David Steinsaltz, University of Oxford, UK, profiles Steve Evans, one of the five IMS Fellows elected in 2016 to the US National Academy of Sciences [profiles of the other four have appeared in previous issues].


Steve Evans (photo courtesy of UC Berkeley Department of Mathematics)

In May 2016, Steven Neil Evans was elected to the US National Academy of Sciences, in recognition of his contributions to probability theory, statistics and mathematical biology. His works have been dotted across diverse mathematical topics and multiple scientific problems—superprocesses, coalescence processes, phylogenetics, random matrices, genomics, population dynamics, linguistics, and theoretical statistics. Seminal, each one sprouting its individual world of research, they remain connected to the rest by his rambling curiosity and idiosyncratic mathematical imagination.

When I asked some of his colleagues and collaborators for their impressions, I heard numerous variants of “a remarkable listener”. “It’s relaxing to speak with him, because to Steve nothing is irrelevant.” He was praised for his “encyclopedic knowledge”, and his capacity for refining and simplifying an inchoate problem into mathematically tractable form. He is an indefatigable calculator who sifts the examples for insights, and translates his mathematical rigor into the language and mind-frame of a scientific collaborator.

In print he has been described (in a popular mathematics book) as “a burly Australian in denims who looked as if he could have stepped off a building site”. Indeed, his accent, literary tastes, and ruthless personal modesty all show the deep traces of his childhood in rural Australia. After completing his degree at the University of Sydney and a stint in the Commonwealth Banking Corporation of Australia, the wool bankers’ suits and Australian summer combined to push him toward the cool fens of Cambridge, England. He completed his doctorate in 1987, and then, following a two-year postdoctoral appointment at the University of Virginia, joined the department of statistics at U.C. Berkeley, where he has remained ever since. He was awarded the Rollo Davidson prize in 1990 and a Sloan Fellowship for 1993–4. He is a fellow of IMS and the American Mathematical Society.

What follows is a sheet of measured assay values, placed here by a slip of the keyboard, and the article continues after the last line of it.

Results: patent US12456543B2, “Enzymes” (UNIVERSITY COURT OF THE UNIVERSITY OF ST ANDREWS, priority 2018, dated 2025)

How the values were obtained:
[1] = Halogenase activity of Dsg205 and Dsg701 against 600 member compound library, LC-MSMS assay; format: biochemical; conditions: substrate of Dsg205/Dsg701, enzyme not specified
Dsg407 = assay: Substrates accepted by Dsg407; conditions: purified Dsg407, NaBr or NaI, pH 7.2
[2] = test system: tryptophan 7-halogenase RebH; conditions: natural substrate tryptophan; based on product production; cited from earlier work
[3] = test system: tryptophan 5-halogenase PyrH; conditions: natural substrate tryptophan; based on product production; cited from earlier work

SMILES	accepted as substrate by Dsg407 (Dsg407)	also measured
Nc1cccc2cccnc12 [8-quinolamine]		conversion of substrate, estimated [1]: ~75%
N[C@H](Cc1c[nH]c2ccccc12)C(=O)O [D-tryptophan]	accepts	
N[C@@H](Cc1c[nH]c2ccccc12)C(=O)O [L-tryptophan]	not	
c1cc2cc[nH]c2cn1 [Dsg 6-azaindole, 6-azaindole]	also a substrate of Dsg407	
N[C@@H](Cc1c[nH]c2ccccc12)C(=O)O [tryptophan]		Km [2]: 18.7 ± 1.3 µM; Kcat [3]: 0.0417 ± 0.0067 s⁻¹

In the late 1980s and into the 1990s he published a series of papers, many of them in collaboration with Edwin Perkins, developing a set of flexible and intuitive tools that opened up the study of superprocesses. These are diffusions on measure-valued state spaces that arise as limits of stochastic processes with branching particles, often used to represent populations evolving in space, whether concretely geographic or abstract spaces of biological traits. One of the highlights of this period was the construction now known as the Evans immortal particle, which first appeared in 1993 in [1], a forerunner of the now-fundamental technique of spine decomposition. A superprocess conditioned on long-term survival, he showed, may be decomposed into clumps of mass (behaving like the unconditioned process) thrown off at random intervals by a single particle that is immune to the killing. While his research quickly moved on to other topics, he returned repeatedly to extend the standard superprocess to new questions of interest in mathematical biology, such as the behaviour of competing spatially-structured populations [3], and the role of damage-accumulation in the evolution of aging [7].